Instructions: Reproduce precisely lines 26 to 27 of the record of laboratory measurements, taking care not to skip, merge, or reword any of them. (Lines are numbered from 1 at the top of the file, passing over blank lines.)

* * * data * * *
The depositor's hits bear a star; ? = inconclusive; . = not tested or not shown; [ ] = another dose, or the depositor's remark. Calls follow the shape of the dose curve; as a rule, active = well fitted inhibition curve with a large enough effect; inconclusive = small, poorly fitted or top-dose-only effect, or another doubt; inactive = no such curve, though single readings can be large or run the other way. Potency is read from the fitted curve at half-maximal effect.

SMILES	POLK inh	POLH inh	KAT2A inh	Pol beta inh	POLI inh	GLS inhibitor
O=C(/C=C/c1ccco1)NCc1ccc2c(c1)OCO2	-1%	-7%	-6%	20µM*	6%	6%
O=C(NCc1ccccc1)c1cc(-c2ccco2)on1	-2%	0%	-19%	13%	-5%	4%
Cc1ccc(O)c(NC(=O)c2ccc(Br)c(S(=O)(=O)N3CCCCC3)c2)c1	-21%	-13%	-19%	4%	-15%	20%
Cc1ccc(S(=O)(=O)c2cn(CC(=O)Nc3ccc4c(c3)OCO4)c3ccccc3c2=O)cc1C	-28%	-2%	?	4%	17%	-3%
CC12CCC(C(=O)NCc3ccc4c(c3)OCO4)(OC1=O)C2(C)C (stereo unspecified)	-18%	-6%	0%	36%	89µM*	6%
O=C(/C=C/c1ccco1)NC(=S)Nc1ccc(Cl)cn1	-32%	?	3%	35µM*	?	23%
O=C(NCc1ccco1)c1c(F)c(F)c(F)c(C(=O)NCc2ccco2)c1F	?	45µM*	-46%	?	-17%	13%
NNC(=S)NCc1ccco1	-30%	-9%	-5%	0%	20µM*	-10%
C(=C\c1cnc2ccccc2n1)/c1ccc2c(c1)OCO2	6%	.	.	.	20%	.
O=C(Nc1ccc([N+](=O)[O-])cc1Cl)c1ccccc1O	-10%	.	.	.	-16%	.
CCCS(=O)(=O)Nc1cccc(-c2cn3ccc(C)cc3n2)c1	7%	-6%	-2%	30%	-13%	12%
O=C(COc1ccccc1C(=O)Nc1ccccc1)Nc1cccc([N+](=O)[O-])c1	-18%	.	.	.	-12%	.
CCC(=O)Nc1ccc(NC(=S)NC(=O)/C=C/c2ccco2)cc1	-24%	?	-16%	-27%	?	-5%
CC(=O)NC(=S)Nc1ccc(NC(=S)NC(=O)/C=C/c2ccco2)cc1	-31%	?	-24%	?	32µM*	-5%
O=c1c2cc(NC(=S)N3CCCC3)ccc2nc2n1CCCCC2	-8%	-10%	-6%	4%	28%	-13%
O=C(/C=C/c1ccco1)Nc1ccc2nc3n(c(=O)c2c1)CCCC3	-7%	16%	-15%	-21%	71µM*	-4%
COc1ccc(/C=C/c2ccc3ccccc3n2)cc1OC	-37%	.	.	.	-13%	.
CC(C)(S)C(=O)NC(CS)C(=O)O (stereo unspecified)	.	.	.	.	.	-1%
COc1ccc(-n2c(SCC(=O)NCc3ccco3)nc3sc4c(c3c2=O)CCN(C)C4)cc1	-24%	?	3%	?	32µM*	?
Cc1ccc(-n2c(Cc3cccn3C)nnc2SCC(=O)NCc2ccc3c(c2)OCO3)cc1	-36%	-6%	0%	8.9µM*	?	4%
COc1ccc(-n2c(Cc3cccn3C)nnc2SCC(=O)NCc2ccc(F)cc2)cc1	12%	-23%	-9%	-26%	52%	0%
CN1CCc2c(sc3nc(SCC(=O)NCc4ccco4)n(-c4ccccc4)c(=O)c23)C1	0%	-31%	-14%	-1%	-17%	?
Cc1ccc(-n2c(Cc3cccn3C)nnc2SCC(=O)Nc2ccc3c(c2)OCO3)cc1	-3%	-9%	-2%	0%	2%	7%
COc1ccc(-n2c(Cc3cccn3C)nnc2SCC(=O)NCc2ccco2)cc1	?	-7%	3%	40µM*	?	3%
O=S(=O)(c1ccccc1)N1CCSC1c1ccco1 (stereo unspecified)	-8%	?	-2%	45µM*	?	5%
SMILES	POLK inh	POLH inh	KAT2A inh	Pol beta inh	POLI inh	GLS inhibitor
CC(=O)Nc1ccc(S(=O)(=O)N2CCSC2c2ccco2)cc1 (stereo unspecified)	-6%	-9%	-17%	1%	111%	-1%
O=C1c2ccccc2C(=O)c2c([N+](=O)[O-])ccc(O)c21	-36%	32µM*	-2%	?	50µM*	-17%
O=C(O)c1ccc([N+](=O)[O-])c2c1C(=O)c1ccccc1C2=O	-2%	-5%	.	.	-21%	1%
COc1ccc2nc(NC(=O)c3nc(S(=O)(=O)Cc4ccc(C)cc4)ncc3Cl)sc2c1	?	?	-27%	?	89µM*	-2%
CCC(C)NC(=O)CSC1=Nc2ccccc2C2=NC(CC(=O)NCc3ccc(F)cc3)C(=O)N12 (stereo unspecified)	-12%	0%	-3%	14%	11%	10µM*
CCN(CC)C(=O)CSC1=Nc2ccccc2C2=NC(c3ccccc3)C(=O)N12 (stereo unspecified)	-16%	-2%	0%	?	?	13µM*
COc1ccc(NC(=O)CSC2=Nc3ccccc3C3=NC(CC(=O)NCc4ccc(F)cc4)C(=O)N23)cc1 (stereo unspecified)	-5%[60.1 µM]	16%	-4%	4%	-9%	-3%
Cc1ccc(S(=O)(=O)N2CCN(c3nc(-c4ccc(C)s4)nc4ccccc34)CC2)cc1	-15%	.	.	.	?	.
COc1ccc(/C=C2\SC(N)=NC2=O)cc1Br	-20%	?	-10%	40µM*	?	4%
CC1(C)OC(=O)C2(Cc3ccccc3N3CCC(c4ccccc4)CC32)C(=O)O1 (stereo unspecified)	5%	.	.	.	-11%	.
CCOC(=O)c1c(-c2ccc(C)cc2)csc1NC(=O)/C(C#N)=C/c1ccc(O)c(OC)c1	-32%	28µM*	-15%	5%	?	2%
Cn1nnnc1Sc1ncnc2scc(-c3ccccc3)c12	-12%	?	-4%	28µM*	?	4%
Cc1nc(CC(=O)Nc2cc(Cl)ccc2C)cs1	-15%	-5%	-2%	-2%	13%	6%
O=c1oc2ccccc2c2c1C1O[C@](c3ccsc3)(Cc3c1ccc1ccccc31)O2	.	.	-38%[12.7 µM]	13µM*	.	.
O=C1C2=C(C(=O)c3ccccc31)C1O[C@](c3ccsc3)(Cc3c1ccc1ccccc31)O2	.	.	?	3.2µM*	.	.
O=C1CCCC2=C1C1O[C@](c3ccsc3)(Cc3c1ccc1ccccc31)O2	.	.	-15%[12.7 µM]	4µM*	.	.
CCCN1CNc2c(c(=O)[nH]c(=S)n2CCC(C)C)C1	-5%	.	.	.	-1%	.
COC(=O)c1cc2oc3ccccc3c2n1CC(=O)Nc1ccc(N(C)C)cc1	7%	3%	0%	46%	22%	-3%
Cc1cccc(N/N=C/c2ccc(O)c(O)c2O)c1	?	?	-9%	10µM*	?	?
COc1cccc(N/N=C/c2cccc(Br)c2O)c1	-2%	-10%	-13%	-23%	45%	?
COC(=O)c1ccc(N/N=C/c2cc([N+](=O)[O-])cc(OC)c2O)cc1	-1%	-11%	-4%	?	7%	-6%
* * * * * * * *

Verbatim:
COc1ccc(-n2c(Cc3cccn3C)nnc2SCC(=O)NCc2ccco2)cc1	?	-7%	3%	40µM*	?	3%
O=S(=O)(c1ccccc1)N1CCSC1c1ccco1 (stereo unspecified)	-8%	?	-2%	45µM*	?	5%